It would be really impressive, entirely because of the ignorance that is the foundation of everyone’s outrage.

I see a lot of people pissing and moaning about the “system,” and the “extortion,” and the “broken justice” of SEC regs, and no suggestions other than “fuck this psychopath.”

Ya know what the ironic thing about this situation is though? His play will encourage the SEC revision committee to act. Not PI groups, not activists, not media attention. But this guy, who took advantage of the volatility of the market in response to uninformed social justice outcry. The only thing that really gets the attention of the SEC revision committee is economic circumstances, and the potential to not have firm control over happenings in private trading.

From 1934 - 2012, the SEC Regulatory Revision Committee has instituted 7 major acts, all in response to participant profiting, no one went to prison, and ALL THE ACTS were in the interest of non-corporate market participants.

Like it or not, he’s the only one who’ll make a difference for the better, whether it’s his intention or not - and he’s getting rich while he’s doing it, and not actually acting any differently than 80% of the other AIDS med manufacturers in the industry. In fact, he’s lowered his price below many others.

This guy is a master at short selling tactics. He would get in a run of the mill short sale position, but then encourage the FDA via filing of “citizen petitions” to stall the release of certain corporation’s he was short selling stock of’s product. In doing this, is where his real mastery lies:

Dr. Hayflick, of OHSU (an outstanding medical research facility), "got a call from him in 2012, suggesting she try a different molecular modification to remedy pantothenate kinase-associated neurodegeneration, or PKAN. ‘Damned if it doesn’t do what he thought it would do…It’s impressive. It’s humbling.’“

This isn’t a new thing, at all. I think this outrage is situational discontent with the pharma industry at large, and the for-profit nature of its governance. This, unfortunately, is a product of our privatized medical production realm that happens constantly. He just happened to make a noisy cunt out of himself, but really is one of many players, and still a small one at that.

Gylbera costs 1$ million buckeroos for annual treatment.

Acthar gel was marked 7000% for years.

Cinryze runs 3 times as much as his proposed value.

Short selling, multi-thousand percent mark ups from production-to-sale on drugs, constitutionally-protected systematic deflation of competition, reverse mergers…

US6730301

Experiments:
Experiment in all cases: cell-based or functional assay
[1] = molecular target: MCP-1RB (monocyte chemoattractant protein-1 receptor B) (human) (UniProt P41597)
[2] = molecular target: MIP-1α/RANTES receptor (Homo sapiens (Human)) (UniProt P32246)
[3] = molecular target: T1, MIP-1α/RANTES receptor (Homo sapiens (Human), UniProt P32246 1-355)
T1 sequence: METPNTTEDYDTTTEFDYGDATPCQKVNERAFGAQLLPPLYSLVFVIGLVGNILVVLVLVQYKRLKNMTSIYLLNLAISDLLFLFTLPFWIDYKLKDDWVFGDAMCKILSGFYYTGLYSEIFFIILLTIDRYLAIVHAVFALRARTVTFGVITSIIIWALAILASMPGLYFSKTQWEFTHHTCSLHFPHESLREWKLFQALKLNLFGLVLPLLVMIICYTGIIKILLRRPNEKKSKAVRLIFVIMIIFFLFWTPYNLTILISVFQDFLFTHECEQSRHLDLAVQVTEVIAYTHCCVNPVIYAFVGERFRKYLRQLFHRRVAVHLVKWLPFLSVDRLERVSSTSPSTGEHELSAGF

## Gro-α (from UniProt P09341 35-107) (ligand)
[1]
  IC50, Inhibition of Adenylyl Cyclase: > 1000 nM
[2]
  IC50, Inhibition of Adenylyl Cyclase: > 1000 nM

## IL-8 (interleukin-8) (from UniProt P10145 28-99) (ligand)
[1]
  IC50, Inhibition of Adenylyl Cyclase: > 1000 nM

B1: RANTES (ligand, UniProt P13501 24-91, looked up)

These are all well established market practices, just usually employed by undeniably smart, exploitive market players and CFOs who keep their mouths shut…

This dude is a cunt. And if this hypothetical situation is on; a really smart cunt.

VICE Exclusive: How a Former SEC Official Manipulated the System for His Clients and His Own Financial Benefit

Two years ago, Spencer C. Barasch, a former high-ranking Securities and Exchange Commission official based in Fort Worth, Texas, paid a $50,000 fine to settle civil charges brought against him by the United States Justice Department for allegedly violating federal conflict-of-interest laws. The Department of Justice had alleged that Barasch, as a private attorney, had represented R. Allen Stanford, a Houston-based financier who was later found to have masterminded a $7 billion Ponzi scheme. Barasch had done so even though he’d played a central role at the SEC for years in overruling colleagues who wanted to investigate Stanford’s massive fraud. Federal law prohibits former SEC officials from representing anyone as a private attorney if they played a substantial or material role in overseeing actions regarding them while in government.

In part because of that episode, Barasch, rightfully or wrongfully, has served as an example for critics of the SEC who say that it—and the US government as a whole—has done too little to hold accountable those financial institutions responsible for the 2008 financial crisis and other corporate wrongdoers. James Kidney, a respected trial attorney for the SEC, drew attention recently when he asserted in his retirement speech that the agency’s pervasive “revolving door” has led to a paucity of enforcement actions against seemingly untouchable Wall Street executives. More than two dozen current and former SEC officials that I have interviewed about these matters largely agree with Kidney on the takeaway: Quite simply, American investors can no longer expect the protection they once did, and that powerful Wall Street executives who have violated the law will continue to go unchecked.